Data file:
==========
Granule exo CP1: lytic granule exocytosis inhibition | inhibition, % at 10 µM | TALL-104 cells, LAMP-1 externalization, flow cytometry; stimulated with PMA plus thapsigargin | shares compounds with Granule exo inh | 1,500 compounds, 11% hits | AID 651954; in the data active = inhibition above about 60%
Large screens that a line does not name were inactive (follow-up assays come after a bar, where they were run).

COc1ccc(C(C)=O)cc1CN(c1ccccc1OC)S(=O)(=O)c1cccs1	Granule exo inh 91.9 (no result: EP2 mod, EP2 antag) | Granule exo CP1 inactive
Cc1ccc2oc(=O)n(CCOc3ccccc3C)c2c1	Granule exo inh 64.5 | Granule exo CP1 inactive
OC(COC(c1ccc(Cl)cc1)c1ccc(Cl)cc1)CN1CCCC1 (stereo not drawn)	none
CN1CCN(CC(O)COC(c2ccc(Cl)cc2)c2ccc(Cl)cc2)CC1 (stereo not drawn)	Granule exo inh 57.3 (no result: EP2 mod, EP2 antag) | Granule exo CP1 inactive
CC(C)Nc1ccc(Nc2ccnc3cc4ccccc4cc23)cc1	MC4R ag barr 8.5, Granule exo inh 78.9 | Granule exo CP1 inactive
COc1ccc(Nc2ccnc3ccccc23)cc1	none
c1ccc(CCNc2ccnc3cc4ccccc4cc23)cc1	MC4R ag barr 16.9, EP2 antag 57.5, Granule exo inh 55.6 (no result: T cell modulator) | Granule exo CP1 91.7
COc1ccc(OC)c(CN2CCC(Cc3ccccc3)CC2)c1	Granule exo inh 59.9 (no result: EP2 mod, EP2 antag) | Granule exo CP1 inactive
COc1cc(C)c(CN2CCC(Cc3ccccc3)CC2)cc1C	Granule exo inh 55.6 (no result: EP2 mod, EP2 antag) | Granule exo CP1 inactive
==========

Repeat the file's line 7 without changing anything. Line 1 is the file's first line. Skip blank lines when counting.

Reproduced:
CC(C)Nc1ccc(Nc2ccnc3cc4ccccc4cc23)cc1	MC4R ag barr 8.5, Granule exo inh 78.9 | Granule exo CP1 inactive